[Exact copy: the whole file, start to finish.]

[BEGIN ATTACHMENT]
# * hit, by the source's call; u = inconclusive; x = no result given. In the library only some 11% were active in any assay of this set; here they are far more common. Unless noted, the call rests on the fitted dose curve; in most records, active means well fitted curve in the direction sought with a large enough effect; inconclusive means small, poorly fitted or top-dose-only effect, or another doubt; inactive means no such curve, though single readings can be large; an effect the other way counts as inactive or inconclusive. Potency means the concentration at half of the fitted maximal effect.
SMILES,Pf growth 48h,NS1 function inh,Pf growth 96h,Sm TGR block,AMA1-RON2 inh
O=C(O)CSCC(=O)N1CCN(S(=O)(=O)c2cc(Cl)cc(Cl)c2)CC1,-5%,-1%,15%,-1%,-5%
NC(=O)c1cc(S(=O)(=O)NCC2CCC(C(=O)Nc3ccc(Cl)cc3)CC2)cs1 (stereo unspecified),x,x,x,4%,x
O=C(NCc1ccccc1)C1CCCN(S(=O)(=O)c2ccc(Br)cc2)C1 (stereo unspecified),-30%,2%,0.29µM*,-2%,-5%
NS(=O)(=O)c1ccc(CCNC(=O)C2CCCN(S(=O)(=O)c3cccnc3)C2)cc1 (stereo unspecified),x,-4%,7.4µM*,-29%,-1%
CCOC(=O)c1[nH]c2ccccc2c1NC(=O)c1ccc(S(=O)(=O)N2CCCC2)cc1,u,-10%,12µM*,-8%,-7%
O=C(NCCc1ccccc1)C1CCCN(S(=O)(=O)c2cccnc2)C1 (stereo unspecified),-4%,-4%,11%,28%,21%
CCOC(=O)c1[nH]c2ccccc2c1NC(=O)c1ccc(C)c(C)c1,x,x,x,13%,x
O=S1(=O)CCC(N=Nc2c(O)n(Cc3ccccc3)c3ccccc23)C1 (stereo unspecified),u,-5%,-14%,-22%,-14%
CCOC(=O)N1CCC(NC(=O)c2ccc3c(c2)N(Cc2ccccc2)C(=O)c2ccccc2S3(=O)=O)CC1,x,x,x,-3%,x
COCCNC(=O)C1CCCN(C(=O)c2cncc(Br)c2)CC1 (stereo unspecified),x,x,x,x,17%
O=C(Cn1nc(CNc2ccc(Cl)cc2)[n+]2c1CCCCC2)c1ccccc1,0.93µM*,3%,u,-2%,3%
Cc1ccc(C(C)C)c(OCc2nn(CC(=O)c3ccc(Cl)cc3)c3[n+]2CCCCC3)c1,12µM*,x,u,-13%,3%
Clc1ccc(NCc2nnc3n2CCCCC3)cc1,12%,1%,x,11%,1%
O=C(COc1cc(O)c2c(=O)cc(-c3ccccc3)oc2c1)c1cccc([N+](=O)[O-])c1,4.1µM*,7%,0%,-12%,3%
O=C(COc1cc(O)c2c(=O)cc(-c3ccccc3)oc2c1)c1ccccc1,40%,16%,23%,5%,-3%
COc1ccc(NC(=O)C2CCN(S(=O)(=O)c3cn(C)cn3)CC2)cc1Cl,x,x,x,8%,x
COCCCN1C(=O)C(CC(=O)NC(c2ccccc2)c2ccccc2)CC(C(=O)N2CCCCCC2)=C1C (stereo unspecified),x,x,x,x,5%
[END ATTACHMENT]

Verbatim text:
# * hit, by the source's call; u = inconclusive; x = no result given. In the library only some 11% were active in any assay of this set; here they are far more common. Unless noted, the call rests on the fitted dose curve; in most records, active means well fitted curve in the direction sought with a large enough effect; inconclusive means small, poorly fitted or top-dose-only effect, or another doubt; inactive means no such curve, though single readings can be large; an effect the other way counts as inactive or inconclusive. Potency means the concentration at half of the fitted maximal effect.
SMILES,Pf growth 48h,NS1 function inh,Pf growth 96h,Sm TGR block,AMA1-RON2 inh
O=C(O)CSCC(=O)N1CCN(S(=O)(=O)c2cc(Cl)cc(Cl)c2)CC1,-5%,-1%,15%,-1%,-5%
NC(=O)c1cc(S(=O)(=O)NCC2CCC(C(=O)Nc3ccc(Cl)cc3)CC2)cs1 (stereo unspecified),x,x,x,4%,x
O=C(NCc1ccccc1)C1CCCN(S(=O)(=O)c2ccc(Br)cc2)C1 (stereo unspecified),-30%,2%,0.29µM*,-2%,-5%
NS(=O)(=O)c1ccc(CCNC(=O)C2CCCN(S(=O)(=O)c3cccnc3)C2)cc1 (stereo unspecified),x,-4%,7.4µM*,-29%,-1%
CCOC(=O)c1[nH]c2ccccc2c1NC(=O)c1ccc(S(=O)(=O)N2CCCC2)cc1,u,-10%,12µM*,-8%,-7%
O=C(NCCc1ccccc1)C1CCCN(S(=O)(=O)c2cccnc2)C1 (stereo unspecified),-4%,-4%,11%,28%,21%
CCOC(=O)c1[nH]c2ccccc2c1NC(=O)c1ccc(C)c(C)c1,x,x,x,13%,x
O=S1(=O)CCC(N=Nc2c(O)n(Cc3ccccc3)c3ccccc23)C1 (stereo unspecified),u,-5%,-14%,-22%,-14%
CCOC(=O)N1CCC(NC(=O)c2ccc3c(c2)N(Cc2ccccc2)C(=O)c2ccccc2S3(=O)=O)CC1,x,x,x,-3%,x
COCCNC(=O)C1CCCN(C(=O)c2cncc(Br)c2)CC1 (stereo unspecified),x,x,x,x,17%
O=C(Cn1nc(CNc2ccc(Cl)cc2)[n+]2c1CCCCC2)c1ccccc1,0.93µM*,3%,u,-2%,3%
Cc1ccc(C(C)C)c(OCc2nn(CC(=O)c3ccc(Cl)cc3)c3[n+]2CCCCC3)c1,12µM*,x,u,-13%,3%
Clc1ccc(NCc2nnc3n2CCCCC3)cc1,12%,1%,x,11%,1%
O=C(COc1cc(O)c2c(=O)cc(-c3ccccc3)oc2c1)c1cccc([N+](=O)[O-])c1,4.1µM*,7%,0%,-12%,3%
O=C(COc1cc(O)c2c(=O)cc(-c3ccccc3)oc2c1)c1ccccc1,40%,16%,23%,5%,-3%
COc1ccc(NC(=O)C2CCN(S(=O)(=O)c3cn(C)cn3)CC2)cc1Cl,x,x,x,8%,x
COCCCN1C(=O)C(CC(=O)NC(c2ccccc2)c2ccccc2)CC(C(=O)N2CCCCCC2)=C1C (stereo unspecified),x,x,x,x,5%